Tuesday, August 26, 2014

Newcomb Pottery exhibition ends with curator lecture

Spread throughout multiple galleries of the Georgia Museum of Art are a variety of hand-crafted and beautifully decorated objects that range from pottery and metalwork to bookbinding and textiles. These objects all have one special thing in common.

They all originate from the Newcomb Pottery, where women were not only able to create these objects to sell and to support themselves financially, but also to make great contributions to American art.

The Newcomb Pottery was a social and artistic experiment from 1895 until 1940 at the H. Sophie Newcomb Memorial College (now part of Tulane University) in New Orleans. The program allowed women to support themselves financially while they trained to become artists.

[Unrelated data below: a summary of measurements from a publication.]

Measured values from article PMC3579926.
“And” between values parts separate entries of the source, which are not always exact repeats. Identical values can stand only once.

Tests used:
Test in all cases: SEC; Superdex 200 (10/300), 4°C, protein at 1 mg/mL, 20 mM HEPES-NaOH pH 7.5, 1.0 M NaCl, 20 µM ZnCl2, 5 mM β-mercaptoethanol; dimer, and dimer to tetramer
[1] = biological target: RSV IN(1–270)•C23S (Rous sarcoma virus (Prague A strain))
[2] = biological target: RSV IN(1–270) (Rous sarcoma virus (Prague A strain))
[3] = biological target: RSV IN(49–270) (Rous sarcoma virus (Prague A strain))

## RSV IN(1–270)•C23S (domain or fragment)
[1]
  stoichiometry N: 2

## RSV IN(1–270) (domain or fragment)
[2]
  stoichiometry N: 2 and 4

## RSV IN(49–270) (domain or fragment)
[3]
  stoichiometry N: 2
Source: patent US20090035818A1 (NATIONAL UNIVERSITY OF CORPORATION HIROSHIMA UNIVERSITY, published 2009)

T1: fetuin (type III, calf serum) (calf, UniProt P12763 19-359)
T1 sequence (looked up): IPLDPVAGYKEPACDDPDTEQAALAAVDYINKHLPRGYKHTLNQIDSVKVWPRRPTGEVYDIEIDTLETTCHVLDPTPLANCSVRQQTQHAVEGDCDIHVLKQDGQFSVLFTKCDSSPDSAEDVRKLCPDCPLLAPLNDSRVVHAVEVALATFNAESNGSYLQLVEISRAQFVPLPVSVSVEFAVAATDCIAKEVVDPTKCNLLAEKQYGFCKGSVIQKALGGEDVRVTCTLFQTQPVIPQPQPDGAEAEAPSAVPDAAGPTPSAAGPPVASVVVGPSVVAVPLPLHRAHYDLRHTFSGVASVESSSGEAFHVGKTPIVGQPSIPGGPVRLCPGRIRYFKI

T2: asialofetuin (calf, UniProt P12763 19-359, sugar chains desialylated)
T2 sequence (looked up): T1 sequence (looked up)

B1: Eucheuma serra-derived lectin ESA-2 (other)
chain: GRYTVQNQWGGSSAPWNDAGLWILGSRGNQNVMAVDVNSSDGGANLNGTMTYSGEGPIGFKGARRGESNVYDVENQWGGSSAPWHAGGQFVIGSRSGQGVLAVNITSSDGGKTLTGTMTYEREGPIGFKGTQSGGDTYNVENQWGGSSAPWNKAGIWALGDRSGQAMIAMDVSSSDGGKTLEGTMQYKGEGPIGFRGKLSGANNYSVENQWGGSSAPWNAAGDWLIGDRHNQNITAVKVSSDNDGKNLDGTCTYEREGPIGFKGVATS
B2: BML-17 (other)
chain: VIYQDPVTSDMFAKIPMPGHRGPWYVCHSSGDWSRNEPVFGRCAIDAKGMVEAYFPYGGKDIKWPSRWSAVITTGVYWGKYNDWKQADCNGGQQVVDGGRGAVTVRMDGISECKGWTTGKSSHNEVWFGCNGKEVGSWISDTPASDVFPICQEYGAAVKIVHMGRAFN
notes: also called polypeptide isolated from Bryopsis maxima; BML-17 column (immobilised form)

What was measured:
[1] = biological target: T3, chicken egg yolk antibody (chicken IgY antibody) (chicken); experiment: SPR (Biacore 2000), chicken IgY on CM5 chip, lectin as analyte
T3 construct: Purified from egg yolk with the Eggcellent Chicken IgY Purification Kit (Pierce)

In addition to producing highly coveted, iconic art, the program helped facilitate the betterment of women as well as the New Orleans community through art education.  

The current exhibition, "Women, Art and Social Change: The Newcomb Pottery Enterprise," is part of a national tour organized by Tulane and the Smithsonian Institution Traveling Exhibition Service. The exhibition, which is the largest comprehensive showing of the pottery in 25 years, will travel to nine different cities through 2016.

And although the exhibition will close at the Georgia Museum of Art after Sunday (Aug. 31), there is still opportunity to see it and learn about it. The museum will host the lecture “Newcomb’s Designers: A Conscious Revolution” by Sally Main, senior curator at the Newcomb Art Gallery at Tulane University, this Thursday at 5:30 p.m., followed by a reception.

Main will speak about the societal and artistic impact of this revolutionary social experiment. The event is the perfect opportunity to experience this unique exhibition before it continues on its tour.


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